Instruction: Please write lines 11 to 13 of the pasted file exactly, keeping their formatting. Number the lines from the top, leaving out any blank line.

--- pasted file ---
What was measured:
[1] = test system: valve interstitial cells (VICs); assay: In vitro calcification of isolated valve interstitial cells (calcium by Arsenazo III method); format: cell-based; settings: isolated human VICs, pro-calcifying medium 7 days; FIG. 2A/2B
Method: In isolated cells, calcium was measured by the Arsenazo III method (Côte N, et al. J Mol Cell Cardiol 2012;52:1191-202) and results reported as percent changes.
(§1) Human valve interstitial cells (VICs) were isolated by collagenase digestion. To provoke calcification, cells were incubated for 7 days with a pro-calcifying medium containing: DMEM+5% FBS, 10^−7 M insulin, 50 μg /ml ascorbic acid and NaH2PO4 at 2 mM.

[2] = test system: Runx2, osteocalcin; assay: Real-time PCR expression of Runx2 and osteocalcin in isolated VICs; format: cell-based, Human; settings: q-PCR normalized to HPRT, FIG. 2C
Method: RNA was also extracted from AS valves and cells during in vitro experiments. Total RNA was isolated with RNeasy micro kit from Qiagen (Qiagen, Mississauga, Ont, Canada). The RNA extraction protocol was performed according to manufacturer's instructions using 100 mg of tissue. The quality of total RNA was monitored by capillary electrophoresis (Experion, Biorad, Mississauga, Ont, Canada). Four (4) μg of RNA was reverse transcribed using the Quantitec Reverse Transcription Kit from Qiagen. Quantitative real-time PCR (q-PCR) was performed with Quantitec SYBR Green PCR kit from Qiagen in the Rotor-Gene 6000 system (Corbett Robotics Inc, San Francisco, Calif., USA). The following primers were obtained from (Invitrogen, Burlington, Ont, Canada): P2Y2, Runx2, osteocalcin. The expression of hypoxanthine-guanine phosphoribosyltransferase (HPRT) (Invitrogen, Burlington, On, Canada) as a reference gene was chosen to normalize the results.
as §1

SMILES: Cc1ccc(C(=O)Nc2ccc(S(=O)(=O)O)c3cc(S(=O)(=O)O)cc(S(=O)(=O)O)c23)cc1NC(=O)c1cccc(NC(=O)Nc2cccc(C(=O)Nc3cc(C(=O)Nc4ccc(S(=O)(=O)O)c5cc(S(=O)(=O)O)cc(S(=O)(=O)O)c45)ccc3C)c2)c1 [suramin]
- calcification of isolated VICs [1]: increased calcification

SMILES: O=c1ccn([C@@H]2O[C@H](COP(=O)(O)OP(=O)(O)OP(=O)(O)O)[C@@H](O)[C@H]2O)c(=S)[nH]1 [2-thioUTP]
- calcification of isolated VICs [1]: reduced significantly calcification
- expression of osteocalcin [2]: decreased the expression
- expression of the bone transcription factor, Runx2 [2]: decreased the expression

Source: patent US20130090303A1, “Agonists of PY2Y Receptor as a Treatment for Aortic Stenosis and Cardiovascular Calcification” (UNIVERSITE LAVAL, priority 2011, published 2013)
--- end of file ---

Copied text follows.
- calcification of isolated VICs [1]: reduced significantly calcification
- expression of osteocalcin [2]: decreased the expression
- expression of the bone transcription factor, Runx2 [2]: decreased the expression